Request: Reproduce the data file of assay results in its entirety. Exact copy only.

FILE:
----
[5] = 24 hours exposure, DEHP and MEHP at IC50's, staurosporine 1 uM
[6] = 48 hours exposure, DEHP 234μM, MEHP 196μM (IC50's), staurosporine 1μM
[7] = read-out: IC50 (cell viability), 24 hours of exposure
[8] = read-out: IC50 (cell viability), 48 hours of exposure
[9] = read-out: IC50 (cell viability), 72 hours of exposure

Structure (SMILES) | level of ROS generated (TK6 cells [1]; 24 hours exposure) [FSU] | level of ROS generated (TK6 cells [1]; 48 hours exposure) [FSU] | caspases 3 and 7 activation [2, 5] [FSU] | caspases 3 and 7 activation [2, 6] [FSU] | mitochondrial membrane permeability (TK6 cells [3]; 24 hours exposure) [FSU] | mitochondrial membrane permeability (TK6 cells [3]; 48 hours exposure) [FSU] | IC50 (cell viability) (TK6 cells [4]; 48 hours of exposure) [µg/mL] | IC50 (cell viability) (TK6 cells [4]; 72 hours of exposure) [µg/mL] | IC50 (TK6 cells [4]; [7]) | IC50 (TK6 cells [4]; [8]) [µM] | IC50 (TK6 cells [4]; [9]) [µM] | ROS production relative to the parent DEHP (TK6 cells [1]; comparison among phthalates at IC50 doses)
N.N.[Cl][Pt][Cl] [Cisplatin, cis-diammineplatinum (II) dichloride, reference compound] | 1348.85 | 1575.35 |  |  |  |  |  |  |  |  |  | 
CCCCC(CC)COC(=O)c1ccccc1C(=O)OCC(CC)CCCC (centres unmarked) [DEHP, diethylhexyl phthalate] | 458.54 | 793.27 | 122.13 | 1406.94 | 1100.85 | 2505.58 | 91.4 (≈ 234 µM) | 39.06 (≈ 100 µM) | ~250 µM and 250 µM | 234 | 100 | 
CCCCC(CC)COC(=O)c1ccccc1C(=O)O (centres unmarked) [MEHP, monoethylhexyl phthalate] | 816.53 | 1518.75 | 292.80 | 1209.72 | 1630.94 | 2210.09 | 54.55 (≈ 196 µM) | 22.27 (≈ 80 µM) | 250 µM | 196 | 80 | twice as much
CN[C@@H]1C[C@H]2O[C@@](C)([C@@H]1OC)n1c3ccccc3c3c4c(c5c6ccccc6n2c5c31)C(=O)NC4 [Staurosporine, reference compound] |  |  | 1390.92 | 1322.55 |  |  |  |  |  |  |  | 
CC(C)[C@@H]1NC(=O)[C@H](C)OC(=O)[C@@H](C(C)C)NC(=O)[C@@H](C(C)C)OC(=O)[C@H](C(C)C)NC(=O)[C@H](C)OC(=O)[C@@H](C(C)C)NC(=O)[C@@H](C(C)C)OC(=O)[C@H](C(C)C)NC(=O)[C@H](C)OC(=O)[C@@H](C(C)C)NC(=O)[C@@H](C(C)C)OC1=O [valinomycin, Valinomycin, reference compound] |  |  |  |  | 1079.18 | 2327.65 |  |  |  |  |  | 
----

[5] = 24 hours exposure, DEHP and MEHP at IC50's, staurosporine 1 uM
[6] = 48 hours exposure, DEHP 234μM, MEHP 196μM (IC50's), staurosporine 1μM
[7] = read-out: IC50 (cell viability), 24 hours of exposure
[8] = read-out: IC50 (cell viability), 48 hours of exposure
[9] = read-out: IC50 (cell viability), 72 hours of exposure

Structure (SMILES) | level of ROS generated (TK6 cells [1]; 24 hours exposure) [FSU] | level of ROS generated (TK6 cells [1]; 48 hours exposure) [FSU] | caspases 3 and 7 activation [2, 5] [FSU] | caspases 3 and 7 activation [2, 6] [FSU] | mitochondrial membrane permeability (TK6 cells [3]; 24 hours exposure) [FSU] | mitochondrial membrane permeability (TK6 cells [3]; 48 hours exposure) [FSU] | IC50 (cell viability) (TK6 cells [4]; 48 hours of exposure) [µg/mL] | IC50 (cell viability) (TK6 cells [4]; 72 hours of exposure) [µg/mL] | IC50 (TK6 cells [4]; [7]) | IC50 (TK6 cells [4]; [8]) [µM] | IC50 (TK6 cells [4]; [9]) [µM] | ROS production relative to the parent DEHP (TK6 cells [1]; comparison among phthalates at IC50 doses)
N.N.[Cl][Pt][Cl] [Cisplatin, cis-diammineplatinum (II) dichloride, reference compound] | 1348.85 | 1575.35 |  |  |  |  |  |  |  |  |  | 
CCCCC(CC)COC(=O)c1ccccc1C(=O)OCC(CC)CCCC (centres unmarked) [DEHP, diethylhexyl phthalate] | 458.54 | 793.27 | 122.13 | 1406.94 | 1100.85 | 2505.58 | 91.4 (≈ 234 µM) | 39.06 (≈ 100 µM) | ~250 µM and 250 µM | 234 | 100 | 
CCCCC(CC)COC(=O)c1ccccc1C(=O)O (centres unmarked) [MEHP, monoethylhexyl phthalate] | 816.53 | 1518.75 | 292.80 | 1209.72 | 1630.94 | 2210.09 | 54.55 (≈ 196 µM) | 22.27 (≈ 80 µM) | 250 µM | 196 | 80 | twice as much
CN[C@@H]1C[C@H]2O[C@@](C)([C@@H]1OC)n1c3ccccc3c3c4c(c5c6ccccc6n2c5c31)C(=O)NC4 [Staurosporine, reference compound] |  |  | 1390.92 | 1322.55 |  |  |  |  |  |  |  | 
CC(C)[C@@H]1NC(=O)[C@H](C)OC(=O)[C@@H](C(C)C)NC(=O)[C@@H](C(C)C)OC(=O)[C@H](C(C)C)NC(=O)[C@H](C)OC(=O)[C@@H](C(C)C)NC(=O)[C@@H](C(C)C)OC(=O)[C@H](C(C)C)NC(=O)[C@H](C)OC(=O)[C@@H](C(C)C)NC(=O)[C@@H](C(C)C)OC1=O [valinomycin, Valinomycin, reference compound] |  |  |  |  | 1079.18 | 2327.65 |  |  |  |  |  | 